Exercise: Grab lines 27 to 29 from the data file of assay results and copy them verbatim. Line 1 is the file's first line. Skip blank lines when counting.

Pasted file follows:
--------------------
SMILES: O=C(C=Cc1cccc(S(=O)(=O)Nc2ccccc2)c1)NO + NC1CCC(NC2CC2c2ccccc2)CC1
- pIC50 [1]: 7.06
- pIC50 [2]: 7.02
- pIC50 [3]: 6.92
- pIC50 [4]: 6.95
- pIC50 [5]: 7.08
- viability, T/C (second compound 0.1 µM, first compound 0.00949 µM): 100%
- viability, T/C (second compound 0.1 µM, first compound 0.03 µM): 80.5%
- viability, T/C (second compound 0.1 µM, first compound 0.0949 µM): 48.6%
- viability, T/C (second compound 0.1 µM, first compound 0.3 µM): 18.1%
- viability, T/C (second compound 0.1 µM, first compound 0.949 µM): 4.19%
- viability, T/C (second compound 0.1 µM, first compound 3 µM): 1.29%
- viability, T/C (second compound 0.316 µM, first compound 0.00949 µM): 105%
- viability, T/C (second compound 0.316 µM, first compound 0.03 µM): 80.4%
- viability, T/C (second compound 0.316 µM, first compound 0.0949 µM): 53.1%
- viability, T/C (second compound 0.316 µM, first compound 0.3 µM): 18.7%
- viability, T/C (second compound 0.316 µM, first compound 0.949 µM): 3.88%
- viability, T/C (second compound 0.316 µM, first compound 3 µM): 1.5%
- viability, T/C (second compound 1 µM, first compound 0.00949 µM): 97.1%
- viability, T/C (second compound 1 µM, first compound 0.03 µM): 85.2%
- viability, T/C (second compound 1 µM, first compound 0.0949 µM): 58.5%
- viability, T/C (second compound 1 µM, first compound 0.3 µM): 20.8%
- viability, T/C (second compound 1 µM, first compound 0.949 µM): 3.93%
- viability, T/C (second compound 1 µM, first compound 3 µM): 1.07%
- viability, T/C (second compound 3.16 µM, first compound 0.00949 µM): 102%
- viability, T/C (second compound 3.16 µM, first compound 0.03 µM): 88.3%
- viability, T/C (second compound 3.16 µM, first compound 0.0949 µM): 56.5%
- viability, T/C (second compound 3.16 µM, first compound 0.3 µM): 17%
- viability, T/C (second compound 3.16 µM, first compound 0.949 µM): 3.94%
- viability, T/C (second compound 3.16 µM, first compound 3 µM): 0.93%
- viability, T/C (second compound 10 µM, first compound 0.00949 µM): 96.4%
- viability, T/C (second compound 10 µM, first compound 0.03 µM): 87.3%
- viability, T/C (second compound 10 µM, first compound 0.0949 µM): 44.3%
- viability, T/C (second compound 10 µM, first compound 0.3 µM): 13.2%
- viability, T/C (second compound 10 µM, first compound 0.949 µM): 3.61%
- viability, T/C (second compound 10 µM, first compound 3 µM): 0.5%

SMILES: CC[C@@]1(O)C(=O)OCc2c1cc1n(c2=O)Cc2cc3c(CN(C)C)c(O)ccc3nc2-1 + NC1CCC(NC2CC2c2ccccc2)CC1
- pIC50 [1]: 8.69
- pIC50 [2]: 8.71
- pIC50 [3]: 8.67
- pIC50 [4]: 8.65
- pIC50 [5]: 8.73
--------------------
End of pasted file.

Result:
- viability, T/C (second compound 3.16 µM, first compound 0.0949 µM): 56.5%
- viability, T/C (second compound 3.16 µM, first compound 0.3 µM): 17%
- viability, T/C (second compound 3.16 µM, first compound 0.949 µM): 3.94%